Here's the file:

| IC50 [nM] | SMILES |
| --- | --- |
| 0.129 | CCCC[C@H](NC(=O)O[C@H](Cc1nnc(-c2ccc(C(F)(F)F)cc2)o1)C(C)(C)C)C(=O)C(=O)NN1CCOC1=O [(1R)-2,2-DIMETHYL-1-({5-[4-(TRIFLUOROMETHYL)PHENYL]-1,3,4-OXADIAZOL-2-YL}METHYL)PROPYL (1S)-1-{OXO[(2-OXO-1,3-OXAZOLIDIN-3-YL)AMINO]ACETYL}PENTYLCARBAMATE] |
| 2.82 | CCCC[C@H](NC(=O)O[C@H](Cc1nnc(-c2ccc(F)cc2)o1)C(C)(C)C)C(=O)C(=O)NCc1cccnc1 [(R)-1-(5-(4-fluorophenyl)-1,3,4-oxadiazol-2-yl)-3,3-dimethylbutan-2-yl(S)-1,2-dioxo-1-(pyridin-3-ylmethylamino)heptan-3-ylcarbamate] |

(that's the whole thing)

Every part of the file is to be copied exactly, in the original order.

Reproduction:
| IC50 [nM] | SMILES |
| --- | --- |
| 0.129 | CCCC[C@H](NC(=O)O[C@H](Cc1nnc(-c2ccc(C(F)(F)F)cc2)o1)C(C)(C)C)C(=O)C(=O)NN1CCOC1=O [(1R)-2,2-DIMETHYL-1-({5-[4-(TRIFLUOROMETHYL)PHENYL]-1,3,4-OXADIAZOL-2-YL}METHYL)PROPYL (1S)-1-{OXO[(2-OXO-1,3-OXAZOLIDIN-3-YL)AMINO]ACETYL}PENTYLCARBAMATE] |
| 2.82 | CCCC[C@H](NC(=O)O[C@H](Cc1nnc(-c2ccc(F)cc2)o1)C(C)(C)C)C(=O)C(=O)NCc1cccnc1 [(R)-1-(5-(4-fluorophenyl)-1,3,4-oxadiazol-2-yl)-3,3-dimethylbutan-2-yl(S)-1,2-dioxo-1-(pyridin-3-ylmethylamino)heptan-3-ylcarbamate] |